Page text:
For me, a lot of the papers that I read contained some statistical model that was coded up. The implementation involved a lot of programming from scratch, since the papers did not provide their code. But, since this was a first read-through, I would only focus on a basic and manageable component to help me understand the paper. This means I would try to make a quick, Minimum Viable Product (MVP), or as close to one as I could without going down the rabbit hole.
I found that this was actually a decent test of my understanding because, if my results matched the paper’s results, this meant that I understood the theory well enough. However, this will not always be the case, especially in the first read-through. More often than not, I get very different results, but at least I know that I have more work to do and where to focus my efforts.
Re-read and implement
You’ve reached the summit only to see another peak ahead, but it’s not as high and you’re stronger and more prepared. This is how you should be feeling after the full-read through. You’re not an expert on the paper yet but, if you want to be, you’re definitely going to need to reread it many times. You’ll still pick up new concepts that you’ve missed, as your understanding wasn’t at the level where you would notice the very nuanced ideas.
At this point, I’m usually itching to implement any practical components. This is the perfect time because I have enough of an understanding to get started, and as I read more, I find that I am able to implement even more theory. This is the stage where I properly start coding any of the statistical models, while using the MVPs as references.
However, motivation can be a problem at this point because the topic isn’t as new and exciting as before. To help this, I turn to collaboration and presentation to keep me excited and help deepen my understanding of the problem that I am addressing.
Collaborate with classmates
I find that collaborating on a paper is an efficient way to fix some of the gaps in my understanding, because it gives me the chance to hear the concepts explained from a different perspective. Multiple people are less likely to miss key concepts than a single person, so this is super helpful.
In my last year at university, a few of my assignments involved reading and implementing research papers. There were two that I didn’t really get, and wasn’t that interested in and eventually I fell behind. Fortunately, a classmate was willing to help and, since he was struggling with the coding section, I could take what he had figured out and use that to explain the implementation side.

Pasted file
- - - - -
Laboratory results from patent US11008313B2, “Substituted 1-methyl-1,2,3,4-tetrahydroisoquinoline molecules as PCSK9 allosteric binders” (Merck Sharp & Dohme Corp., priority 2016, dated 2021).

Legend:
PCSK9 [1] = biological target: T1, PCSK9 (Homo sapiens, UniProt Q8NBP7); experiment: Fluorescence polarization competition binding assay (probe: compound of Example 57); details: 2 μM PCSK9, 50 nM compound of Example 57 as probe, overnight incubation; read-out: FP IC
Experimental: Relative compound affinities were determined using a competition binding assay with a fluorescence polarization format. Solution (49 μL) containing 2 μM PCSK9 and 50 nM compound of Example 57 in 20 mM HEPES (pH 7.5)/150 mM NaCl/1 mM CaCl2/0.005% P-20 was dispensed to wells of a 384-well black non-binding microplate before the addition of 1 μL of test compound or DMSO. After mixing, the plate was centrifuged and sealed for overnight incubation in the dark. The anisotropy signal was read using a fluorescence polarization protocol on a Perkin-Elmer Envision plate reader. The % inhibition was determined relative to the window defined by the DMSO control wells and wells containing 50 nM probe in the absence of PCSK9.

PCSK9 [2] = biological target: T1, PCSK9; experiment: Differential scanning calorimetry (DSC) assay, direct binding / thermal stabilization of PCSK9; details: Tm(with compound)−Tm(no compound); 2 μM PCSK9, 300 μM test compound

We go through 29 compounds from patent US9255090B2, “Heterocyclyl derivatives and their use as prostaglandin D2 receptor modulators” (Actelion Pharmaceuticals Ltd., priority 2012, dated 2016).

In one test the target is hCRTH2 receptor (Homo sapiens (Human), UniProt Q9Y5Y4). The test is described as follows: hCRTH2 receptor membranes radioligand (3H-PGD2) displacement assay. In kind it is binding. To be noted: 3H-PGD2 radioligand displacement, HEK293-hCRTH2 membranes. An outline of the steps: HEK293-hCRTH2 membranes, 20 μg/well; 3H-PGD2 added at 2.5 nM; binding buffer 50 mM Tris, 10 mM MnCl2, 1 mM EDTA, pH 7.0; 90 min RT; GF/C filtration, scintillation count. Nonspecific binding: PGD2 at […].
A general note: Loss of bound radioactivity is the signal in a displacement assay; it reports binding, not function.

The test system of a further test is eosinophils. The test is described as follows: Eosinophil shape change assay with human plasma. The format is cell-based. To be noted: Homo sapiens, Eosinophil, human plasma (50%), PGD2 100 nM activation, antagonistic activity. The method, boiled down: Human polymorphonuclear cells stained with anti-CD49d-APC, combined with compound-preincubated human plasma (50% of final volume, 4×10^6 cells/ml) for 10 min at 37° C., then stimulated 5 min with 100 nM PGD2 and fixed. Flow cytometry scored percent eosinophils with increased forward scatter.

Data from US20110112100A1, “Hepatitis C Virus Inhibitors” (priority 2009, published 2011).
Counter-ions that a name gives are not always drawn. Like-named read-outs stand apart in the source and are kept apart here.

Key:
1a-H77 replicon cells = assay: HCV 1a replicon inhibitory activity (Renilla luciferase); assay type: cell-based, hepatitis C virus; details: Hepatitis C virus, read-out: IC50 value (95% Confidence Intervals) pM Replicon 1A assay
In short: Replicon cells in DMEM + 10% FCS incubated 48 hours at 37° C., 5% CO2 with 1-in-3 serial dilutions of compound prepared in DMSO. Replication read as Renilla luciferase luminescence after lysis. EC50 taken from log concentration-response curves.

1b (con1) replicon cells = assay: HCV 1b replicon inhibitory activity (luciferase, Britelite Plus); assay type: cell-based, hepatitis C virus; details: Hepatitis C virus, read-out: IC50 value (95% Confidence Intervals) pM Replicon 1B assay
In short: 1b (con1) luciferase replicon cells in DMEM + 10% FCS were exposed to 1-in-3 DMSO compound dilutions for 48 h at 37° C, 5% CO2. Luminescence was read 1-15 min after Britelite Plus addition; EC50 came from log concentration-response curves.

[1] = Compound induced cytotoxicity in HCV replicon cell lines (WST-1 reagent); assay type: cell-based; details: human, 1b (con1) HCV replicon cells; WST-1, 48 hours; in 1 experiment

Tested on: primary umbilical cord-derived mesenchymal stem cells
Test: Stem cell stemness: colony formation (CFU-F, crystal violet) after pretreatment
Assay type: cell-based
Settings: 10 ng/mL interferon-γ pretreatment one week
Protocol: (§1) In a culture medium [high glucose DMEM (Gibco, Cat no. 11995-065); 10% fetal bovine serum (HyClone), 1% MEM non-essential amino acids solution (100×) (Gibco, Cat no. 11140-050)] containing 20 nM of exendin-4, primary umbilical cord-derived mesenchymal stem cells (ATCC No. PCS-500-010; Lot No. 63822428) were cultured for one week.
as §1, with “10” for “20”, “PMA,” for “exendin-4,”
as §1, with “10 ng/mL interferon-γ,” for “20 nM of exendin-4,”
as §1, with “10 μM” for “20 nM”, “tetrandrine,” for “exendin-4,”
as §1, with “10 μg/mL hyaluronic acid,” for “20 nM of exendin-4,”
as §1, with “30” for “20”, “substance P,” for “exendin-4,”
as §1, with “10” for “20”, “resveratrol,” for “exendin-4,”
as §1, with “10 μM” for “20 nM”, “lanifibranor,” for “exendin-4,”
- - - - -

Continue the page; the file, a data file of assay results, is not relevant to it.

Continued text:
Despite the reduction in workload, I still had to read through the paper, but now at least I was more motivated, had a better foundation and someone to bounce questions off of. This led to both of us gaining a much deeper understanding of the topic than we would have had if we had worked on it alone.
Present the paper
The presentation that I am referring to here is when you take a research paper that you’ve read and understand, and then present it to a research group or at a meetup event. For me, taking a research paper that I’ve read and understood and then presenting it to a research group or at a meetup event is definitely one of the more difficult actions. I’ve found, though that it is how I learn the most because I’m forced to really question my understanding and package it in a digestible form for others.
My first presentation was for one of my Masters’ modules and, although I thought I had the idea of Independent Component Analysis (ICA) down, I stumbled badly through a practice session in front of two classmates. The drive to not embarrass myself was more than enough to push me to a greater level of understanding and I realised how beneficial presenting a paper could be. Getting better takes practice, there are no shortcuts or ways around it, and this makes presenting brilliant for achieving an expert-level understanding.
The first time you present to an audience is the scariest, but the next one is great fun and you learn a lot about the topic at hand, and how well you’ve understood it!
Hopefully after reading this, you’ll be able to think more about the way that you read and implement research papers. These steps have worked well for me, but are open to interpretation. Not everyone learns in the same way but, by challenging the way you learn, you may find different and better ways of understanding. I’m always open to the idea of being challenged and having to defend the way I do something, so if you feel you have a better step, or a completely different methodology, I’d love to hear it!
Michael Gant is an Associate Software Engineer for Countercept, based in Johannesburg. He is currently finishing his Masters in Advanced Analytics and Decision Sciences at UCT part-time with his main area of focus being Statistical Finance and Machine Learning. In his spare time, he enjoys reading, learning new sports and playing online games with friends.